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Outstanding Graduate, Spring 2024

Aryzema Urrutia

For Aryzema Urrutia, Arizona State University runs in the family. Her parents met at the school, which created a desire to study at ASU after graduating from high school in Gilbert, Arizona.

She began her Fulton Schools experience as a computer science student but switched her major to industrial engineering, after excelling in her first classes.

Linda Chattin, a teaching professor of engineering management and industrial engineering in the School of Computing and Augmented Intelligence, was highly impressed by Urrutia’s work.

“While modest and humble, Aryzema is not only excellent academically but a consummate professional and serious about her academic path. She understands and appreciates the values of punctuality, clear and concise communication, and persistent work ethic,” says Chattin. “ASU’s loss of her through graduation is the gain of others who will find her a joy as both a colleague and a friend.”

Urrutia developed a sense of purpose in offering support to other students. She served as a teaching assistant and grader, pitching in to meet students outside the professor’s normal office hours and creating an online discussion forum to help classmates develop a sense of community.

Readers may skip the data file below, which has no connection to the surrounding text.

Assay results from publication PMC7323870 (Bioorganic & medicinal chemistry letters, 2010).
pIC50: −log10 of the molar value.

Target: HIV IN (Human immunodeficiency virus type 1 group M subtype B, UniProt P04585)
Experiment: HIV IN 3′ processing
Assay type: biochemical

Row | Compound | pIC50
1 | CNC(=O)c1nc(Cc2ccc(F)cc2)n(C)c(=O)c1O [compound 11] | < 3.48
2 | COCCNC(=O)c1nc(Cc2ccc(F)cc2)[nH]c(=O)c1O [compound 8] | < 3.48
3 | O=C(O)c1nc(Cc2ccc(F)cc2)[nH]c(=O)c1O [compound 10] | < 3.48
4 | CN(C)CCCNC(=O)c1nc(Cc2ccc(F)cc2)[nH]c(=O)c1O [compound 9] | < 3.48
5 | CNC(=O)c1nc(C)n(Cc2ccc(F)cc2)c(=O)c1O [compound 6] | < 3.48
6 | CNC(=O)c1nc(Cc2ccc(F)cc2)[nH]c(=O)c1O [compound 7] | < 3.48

She found the work inspiring and says, “My time as a grader allowed me to guide students and drive positive change through constructive feedback. I have seen firsthand the impact that this made on the students with their continued progress and improvement during the semester.”

She joined the ASU chapter of the Institute of Industrial and Systems Engineers and worked as the group’s treasurer, helping organize community-building and professional development events.

“As a Latina woman in a STEM field, I recognize the importance of safe and supportive spaces within the engineering world,” Urrutia says. “I continuously strive to provide that through my leadership.”

The recipient of a New American University President’s Scholarship made the dean’s list even as she tackled challenging projects. Urrutia assisted the team at Freeport-McMoRan, a Phoenix-based mining company, in creating a failure mode and effects analysis, and completed her capstone project in conjunction with researchers at the Los Alamos National Laboratory.

The future looks bright. Urrutia, who will also be receiving her certificate in international business studies, hopes to eventually work in an engineering management role abroad. 

She says, “Engineering has given me more confidence in my problem-solving skills and helped me see the world through a more analytical lens.”

Read about other exceptional graduates of the Fulton Schools’ spring 2024 class here.

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